Frequently Asked Questions
- What is HIV and AIDS?
- How is HIV transmitted?
- Are condoms effective in preventing transmission of HIV?
- Can mosquitoes transmit HIV?
- How do HIV medications work?
- Where can I get tested for HIV?
- Where can I get more information about HIV?
1. What are HIV and AIDS?
Human Immunodeficiency Virus (HIV) is the virus that causes AIDS (Acquired Immune Deficiency Syndrome). HIV destroys a certain kind of blood cell (CD4+ T cells) which is crucial to the normal function of the human immune system. In fact, loss of these cells in people with HIV is an extremely powerful predictor of the development of AIDS.
Studies of thousands of people have revealed that most people infected with HIV carry the virus for years before enough damage is done to the immune system for AIDS to develop. However, sensitive tests have shown a strong connection between the amount of HIV in the blood and the decline in CD4+ T cells and the development of AIDS.
Reducing the amount of virus in the body with anti-retroviral therapies can dramatically slow the destruction of a person’s immune system. AIDS is a technical word-defined by the federal government and is diagnosed by having a T-cell (the most basic element of the immune system) count of less then 200 or the presence of certain opportunistic infections.
HIV is the virus, AIDS is the disease, and “HIV disease” is the most appropriate way to describe the continuum of HIV and AIDS.
2. How is HIV transmitted?
The virus must be present; meaning an individual must be infected with HIV in order to infect others. The virus needs access into the other person’s bloodstream. HIV is introduced into the bloodstream through open cuts or sores and through contact with mucus membranes. Transmission is most likely when body fluids that have high concentrations of the virus are exchanged.
Blood, breast milk, semen and vaginal fluid discharged during sexual activity can contain high concentrations of the virus. Oral contact with blood and vaginal fluids presents a risk of infection as well. The virus has not been found in sweat or tears.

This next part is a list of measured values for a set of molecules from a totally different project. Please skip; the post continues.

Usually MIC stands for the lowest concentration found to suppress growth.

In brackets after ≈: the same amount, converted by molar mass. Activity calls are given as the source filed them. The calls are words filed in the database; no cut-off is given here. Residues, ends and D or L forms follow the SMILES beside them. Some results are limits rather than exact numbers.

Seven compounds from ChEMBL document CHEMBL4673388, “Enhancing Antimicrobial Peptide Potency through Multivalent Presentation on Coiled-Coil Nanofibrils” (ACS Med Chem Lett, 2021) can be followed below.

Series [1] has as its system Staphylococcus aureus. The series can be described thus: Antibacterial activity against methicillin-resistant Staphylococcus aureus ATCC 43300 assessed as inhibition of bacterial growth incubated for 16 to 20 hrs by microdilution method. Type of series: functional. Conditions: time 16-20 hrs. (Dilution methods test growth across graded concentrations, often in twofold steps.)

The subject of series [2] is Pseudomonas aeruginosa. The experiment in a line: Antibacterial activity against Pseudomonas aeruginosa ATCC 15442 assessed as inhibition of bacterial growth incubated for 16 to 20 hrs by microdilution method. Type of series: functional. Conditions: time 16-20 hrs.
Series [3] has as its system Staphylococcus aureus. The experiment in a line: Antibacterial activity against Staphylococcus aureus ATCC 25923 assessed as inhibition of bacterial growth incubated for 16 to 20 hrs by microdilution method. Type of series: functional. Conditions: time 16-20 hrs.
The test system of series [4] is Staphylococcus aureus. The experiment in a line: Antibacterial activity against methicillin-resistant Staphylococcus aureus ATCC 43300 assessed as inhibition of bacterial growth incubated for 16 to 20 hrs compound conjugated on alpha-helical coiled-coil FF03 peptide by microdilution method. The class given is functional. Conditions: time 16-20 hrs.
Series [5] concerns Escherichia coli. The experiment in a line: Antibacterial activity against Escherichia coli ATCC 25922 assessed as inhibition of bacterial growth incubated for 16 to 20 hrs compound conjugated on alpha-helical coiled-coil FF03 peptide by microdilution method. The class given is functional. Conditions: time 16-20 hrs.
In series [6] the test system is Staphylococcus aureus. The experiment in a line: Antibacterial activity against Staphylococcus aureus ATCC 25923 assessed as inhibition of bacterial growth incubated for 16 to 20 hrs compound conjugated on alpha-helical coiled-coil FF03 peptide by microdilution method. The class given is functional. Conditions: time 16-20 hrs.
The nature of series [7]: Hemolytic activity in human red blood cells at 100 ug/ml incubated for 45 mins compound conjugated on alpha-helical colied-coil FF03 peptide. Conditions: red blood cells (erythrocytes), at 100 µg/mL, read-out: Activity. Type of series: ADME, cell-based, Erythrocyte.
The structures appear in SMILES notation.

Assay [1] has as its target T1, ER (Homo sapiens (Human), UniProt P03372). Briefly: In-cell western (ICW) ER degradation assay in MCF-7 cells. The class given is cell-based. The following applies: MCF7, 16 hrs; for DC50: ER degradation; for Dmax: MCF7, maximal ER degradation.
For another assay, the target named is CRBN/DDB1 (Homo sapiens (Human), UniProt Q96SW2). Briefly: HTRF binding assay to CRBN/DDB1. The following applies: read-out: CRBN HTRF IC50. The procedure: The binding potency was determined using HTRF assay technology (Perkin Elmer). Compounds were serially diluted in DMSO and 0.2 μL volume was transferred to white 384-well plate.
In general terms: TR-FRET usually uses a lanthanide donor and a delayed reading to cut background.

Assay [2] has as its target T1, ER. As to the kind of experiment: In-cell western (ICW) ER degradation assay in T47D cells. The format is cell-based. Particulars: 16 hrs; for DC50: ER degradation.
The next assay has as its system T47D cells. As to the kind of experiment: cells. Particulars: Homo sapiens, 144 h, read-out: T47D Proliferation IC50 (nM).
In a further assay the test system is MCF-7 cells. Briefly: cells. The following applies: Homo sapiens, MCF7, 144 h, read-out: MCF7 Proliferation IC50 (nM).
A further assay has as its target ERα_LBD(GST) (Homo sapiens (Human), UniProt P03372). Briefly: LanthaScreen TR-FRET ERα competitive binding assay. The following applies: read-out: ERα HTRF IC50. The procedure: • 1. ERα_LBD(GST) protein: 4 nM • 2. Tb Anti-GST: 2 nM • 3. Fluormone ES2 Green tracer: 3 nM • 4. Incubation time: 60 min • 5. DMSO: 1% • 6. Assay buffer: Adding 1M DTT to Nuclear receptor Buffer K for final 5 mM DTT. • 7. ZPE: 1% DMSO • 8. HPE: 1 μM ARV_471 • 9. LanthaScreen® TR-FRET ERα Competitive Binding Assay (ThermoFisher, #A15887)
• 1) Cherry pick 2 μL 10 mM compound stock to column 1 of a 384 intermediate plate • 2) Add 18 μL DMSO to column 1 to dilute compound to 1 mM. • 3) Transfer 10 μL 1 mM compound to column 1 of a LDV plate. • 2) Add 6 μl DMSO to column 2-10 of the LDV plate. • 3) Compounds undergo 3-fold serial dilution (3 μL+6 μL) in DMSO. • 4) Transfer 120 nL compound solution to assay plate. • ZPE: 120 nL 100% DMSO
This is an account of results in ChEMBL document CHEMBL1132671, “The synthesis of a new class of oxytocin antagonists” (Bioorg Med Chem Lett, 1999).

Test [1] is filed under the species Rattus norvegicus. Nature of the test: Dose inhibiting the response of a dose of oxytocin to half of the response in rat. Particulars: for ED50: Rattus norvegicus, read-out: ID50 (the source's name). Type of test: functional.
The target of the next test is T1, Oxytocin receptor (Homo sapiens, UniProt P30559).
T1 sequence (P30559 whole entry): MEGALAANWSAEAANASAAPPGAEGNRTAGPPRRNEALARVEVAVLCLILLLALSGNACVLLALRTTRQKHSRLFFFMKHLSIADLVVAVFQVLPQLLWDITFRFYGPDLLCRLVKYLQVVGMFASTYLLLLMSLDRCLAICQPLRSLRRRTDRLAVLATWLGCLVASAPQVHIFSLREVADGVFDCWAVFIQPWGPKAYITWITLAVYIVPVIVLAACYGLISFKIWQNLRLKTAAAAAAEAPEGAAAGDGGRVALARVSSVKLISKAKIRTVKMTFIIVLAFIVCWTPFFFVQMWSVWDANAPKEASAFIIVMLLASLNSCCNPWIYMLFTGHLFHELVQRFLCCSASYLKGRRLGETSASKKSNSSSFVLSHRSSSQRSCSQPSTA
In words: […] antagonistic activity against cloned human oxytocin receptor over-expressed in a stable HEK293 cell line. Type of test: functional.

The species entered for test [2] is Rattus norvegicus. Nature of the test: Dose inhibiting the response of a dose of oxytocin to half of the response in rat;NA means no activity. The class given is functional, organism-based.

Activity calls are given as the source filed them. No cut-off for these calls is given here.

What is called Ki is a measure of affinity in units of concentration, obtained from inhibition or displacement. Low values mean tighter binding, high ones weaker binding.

3. Are condoms effective in preventing HIV transmission?
The Centers for Disease Control and Prevention (CDC) states that correct and consistent use of a latex barrier for protection during sex greatly reduces the risk of transmitting HIV. Knowing how to use a latex barrier correctly is important. Failure is largely due to incorrect or inconsistent use. Make sure that the barrier is latex or polyurethane—natural or lambskin have pores that HIV is able to pass through, and should not be used.
Also, never use oil-based lubricants like Vaseline®, baby oil, or lotion, which can cause tears and leaks in the latex, ultimately causing it to break. Instead, use a water-based lubricant such as K-Y Jelly®, Wet®, ID®, or Astroglide®. Observe the expiration date on the package and tear it open carefully. Never use a product that has been exposed to heat or the sun.
4. Can mosquitos transmit HIV?
Mosquitoes or other sucking and biting insects do not transmit HIV. For a mosquito to infect someone, it would have to bite a person who was infected. Then, it would have to both immediately travel to someone else and infect that person from tiny drops of infected blood left on the sucker, or it would have to process the virus in its saliva and inject it into the next person. Mosquitoes do neither of these things.
They do not travel from person to person. They do not carry enough blood on their suckers to infect anyone else they bite. And, they do not process the virus in their saliva. Once inside a mosquito, the virus lives for only a short time. Thus, the saliva mosquitoes inject into people cannot have HIV. If HIV were spread via animals and insects, there would be a high infection rate in people of all ages.
5. How do HIV medications work?
People with HIV or AIDS can do a number of things to stay healthy, which is why it is important to know your status. Although there is no treatment that cures HIV, drugs are available that can prevent AIDS related pneumonia and other serious diseases, known as opportunistic infections.
Other medications are available to help the body fight the virus itself. However, many of these drugs have unintended, harmful side-effects.
Talk with your doctor, or check out projectinform.org to learn more about your treatment options.
6. Where can I get tested for HIV?
San Francisco has HIV testing locations all around the city. See the Testing section of this website for hours, locations, and details.
7. Where can I get more information about HIV?
Other great websites to check out:
8. What is the window period?
The time period from the first point of exposure with HIV to the development of measurable HIV antibodies. The window period usually runs two weeks to 12 weeks and may last as long as six months, and in very rare cases even longer. During the window period, an HIV-infected person may test negative for HIV antibodies.
9. Why should I get tested?
You can not generally tell by looking at someone whether he or she has HIV. A person could be infected with HIV and not know it. The virus takes time before there maybe noticeable effects. A person can have HIV for ten years or more before the symptoms of AIDS appear. The only way to know if you are infected is with a test.
10. What does the term HIV Disease mean?
Any one who tests positive for HIV antibodies is infected with HIV. “HIV disease” is a term that refers to HIV infection.